miércoles, 20 de enero de 2010
A Strange form of Declaring a Health Emergency: The case of Venezuela - World Medical Journal
A Strange form of Declaring a Health Emergency:
The case of Venezuela
International, Regional and NMA news
The declaration of a national health emergency in any country in the world is a decision that is adopted by the authorities in the face of unexpected or unusual events that produce a situation that is considered a public health emergency  of national or international concern. Th ese diverse events go from natural disasters, armed confl icts, to disease outbreaks or potentially pathogenic events that constitute a threat to the public health of a country and of other States.This type of declaration is usually accompanied by decisions of a legal and administrative nature, that allow the authorities to adopt dispositions that, amongst other things, temporarily restrict liberties, as in the case of quarantines, and/or temporarily eliminate certain requisites demanded of the national public administrations for the acquisition of the goods and services necessary to protect the health of the population affected by the events that produced the emergency.
The case we are concerned with, the declaration of emergency recently announced by
the President of the Bolivarian Republic of Venezuela, Hugo Chavez , is sui generis. On one hand, it is not the result of an unexpected or unusual event of a kind that is frequently invoked to adopt such a decision; on the other hand, it is not supported by any administrative act. Other kinds of facts are clearly at play here, and revealing their meaning is the purpose of this article, which draws heavily on an open letter addressed to President Chavez by Venezuelan ex-Ministers of Health Blas Bruni Celli, Jose FelixOletta, Rafael Orihuela, Pablo Pulido and Carlos Walter.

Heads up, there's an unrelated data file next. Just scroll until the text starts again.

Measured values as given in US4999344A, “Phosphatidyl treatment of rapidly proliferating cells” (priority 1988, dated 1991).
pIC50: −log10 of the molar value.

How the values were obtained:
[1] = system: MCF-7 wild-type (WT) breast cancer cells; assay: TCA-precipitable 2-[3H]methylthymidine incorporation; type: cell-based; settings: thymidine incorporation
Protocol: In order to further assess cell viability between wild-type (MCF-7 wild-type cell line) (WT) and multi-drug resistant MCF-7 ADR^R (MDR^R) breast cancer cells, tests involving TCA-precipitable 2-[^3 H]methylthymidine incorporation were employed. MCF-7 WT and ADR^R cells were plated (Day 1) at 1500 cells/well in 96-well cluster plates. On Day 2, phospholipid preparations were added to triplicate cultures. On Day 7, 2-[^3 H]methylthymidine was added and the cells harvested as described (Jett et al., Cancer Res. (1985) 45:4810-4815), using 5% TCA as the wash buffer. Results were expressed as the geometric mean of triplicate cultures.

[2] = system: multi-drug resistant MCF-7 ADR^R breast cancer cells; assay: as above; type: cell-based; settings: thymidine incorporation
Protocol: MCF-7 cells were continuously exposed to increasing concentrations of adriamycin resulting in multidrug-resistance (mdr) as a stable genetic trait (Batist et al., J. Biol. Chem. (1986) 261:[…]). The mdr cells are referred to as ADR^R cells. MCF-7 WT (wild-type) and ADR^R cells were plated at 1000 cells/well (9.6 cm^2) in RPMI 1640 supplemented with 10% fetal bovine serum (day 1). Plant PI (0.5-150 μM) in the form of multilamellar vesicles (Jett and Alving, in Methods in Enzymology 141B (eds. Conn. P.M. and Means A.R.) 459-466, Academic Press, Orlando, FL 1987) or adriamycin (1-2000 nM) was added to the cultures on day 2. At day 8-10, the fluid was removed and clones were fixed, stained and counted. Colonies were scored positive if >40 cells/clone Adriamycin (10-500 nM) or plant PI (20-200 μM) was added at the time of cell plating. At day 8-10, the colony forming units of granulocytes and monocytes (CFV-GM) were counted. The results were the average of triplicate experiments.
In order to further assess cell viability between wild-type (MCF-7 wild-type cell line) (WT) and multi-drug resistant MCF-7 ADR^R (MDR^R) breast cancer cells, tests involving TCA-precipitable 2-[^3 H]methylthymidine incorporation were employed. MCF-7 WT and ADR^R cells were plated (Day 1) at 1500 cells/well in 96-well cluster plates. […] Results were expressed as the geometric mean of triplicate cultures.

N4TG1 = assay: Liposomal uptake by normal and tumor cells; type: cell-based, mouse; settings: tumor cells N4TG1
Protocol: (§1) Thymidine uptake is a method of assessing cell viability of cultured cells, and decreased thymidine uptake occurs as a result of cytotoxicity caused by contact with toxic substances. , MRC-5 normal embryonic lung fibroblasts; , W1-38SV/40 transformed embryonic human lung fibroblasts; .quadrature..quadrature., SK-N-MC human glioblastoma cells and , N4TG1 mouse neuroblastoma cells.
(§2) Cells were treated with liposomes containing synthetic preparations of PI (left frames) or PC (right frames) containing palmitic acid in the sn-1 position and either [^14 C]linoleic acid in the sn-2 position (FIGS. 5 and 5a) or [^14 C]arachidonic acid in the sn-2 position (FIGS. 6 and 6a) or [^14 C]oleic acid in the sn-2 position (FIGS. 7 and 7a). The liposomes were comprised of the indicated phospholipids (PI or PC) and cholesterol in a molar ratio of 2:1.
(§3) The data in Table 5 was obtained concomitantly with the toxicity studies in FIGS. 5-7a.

The announcement of the emergency declaration and a question that warrants a
different response "In the social area, we have an emergency at this time: health.
Let us state that we are all in a state of emergency (…) Two thousand Barrio
Adentro* primary health care units have been closed. What happened there? We have all been negligent" . Thus was this declaration of emergency announced to the Venezuelans in an extended Cabinet Meeting held on 19 September.
Venezuelans were surprised that President Chavez asked himself "What happened
there?" Th e president seems to have forgotten that both he and the Cuban Government
decided to start a progressive transfer of 4500 Cuban doctors from Venezuela to
Bolivia by 2006?
Since 2007, various studies as well as statements [4, 5] by the users of the parallel system of Barrio Adentro, have shown serious problems in access and quality of services. This dissatisfaction worsened when the personnel were reduced upon being transferred (without explanation to the Venezuelan people) to other countries.
Of the 8000 buildings scheduled to be built as popular clinics for the Barrio Adentro I network only 2000 have been built, and in the clinics and attention sites that are operative,the tasks of primary health attention * Barrio Adentro (BA) I is the name that the Venezuelan government uses to designate a network of primary attention in a health system that is parallel to the conventional one, that began operating in 2003. Th is system is managed by the Cuban Medical Mission in Venezuela outside the rectory of the Ministry of Health.had to be limited.
In addition, many of the "cooperantes" or Cuban health professionalsor technicians were moved to work at the "Comprehensive Diagnostic Centres"**.
Very soon the provision of services was discontinuous and irregular, the hours of
operation were reduced and many modules closed their doors. Th is resulted in discomfort and frustration among the users and among those that in good faith accepted to get involved in health activities. Finally, the infrastructure has deteriorated due to lack of maintenance and use. It seems that President Chavez has not found out that on January 2008, the President of Th e Metropolitan College of Physicians and representative of the National Bolivarian Physicians Front stated: "Unfortunately, I have to admit that the wonderful plan of Barrio Adentro has collapsed. Th e centres have been transformed into simple points of reception. Th e constitutional goal has not been met" .